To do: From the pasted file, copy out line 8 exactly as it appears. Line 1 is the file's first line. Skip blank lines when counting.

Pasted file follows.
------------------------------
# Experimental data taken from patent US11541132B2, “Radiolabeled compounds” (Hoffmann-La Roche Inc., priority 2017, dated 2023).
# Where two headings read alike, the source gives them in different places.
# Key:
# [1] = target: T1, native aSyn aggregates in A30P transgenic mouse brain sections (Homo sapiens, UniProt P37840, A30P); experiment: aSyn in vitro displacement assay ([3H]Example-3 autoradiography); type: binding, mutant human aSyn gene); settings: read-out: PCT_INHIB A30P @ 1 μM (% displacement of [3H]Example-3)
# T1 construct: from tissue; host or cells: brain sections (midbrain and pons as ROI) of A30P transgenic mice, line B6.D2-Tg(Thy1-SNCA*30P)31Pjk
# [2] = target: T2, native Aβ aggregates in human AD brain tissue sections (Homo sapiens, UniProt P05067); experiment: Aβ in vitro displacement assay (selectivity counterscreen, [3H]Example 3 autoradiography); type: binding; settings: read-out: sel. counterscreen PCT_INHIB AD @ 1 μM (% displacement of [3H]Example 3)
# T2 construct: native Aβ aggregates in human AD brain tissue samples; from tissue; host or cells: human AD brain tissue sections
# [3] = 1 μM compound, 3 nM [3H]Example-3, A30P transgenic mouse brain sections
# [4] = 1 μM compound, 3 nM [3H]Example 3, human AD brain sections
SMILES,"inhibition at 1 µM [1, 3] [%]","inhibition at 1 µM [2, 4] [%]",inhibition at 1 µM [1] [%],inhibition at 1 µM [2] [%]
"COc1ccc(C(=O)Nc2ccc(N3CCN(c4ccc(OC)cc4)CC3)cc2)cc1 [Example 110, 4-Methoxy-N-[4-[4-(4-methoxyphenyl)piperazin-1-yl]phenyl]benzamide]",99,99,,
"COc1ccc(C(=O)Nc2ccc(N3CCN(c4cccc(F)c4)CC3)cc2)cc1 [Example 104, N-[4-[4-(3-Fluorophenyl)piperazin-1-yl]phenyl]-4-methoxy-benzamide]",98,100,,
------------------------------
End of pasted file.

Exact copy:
# [3] = 1 μM compound, 3 nM [3H]Example-3, A30P transgenic mouse brain sections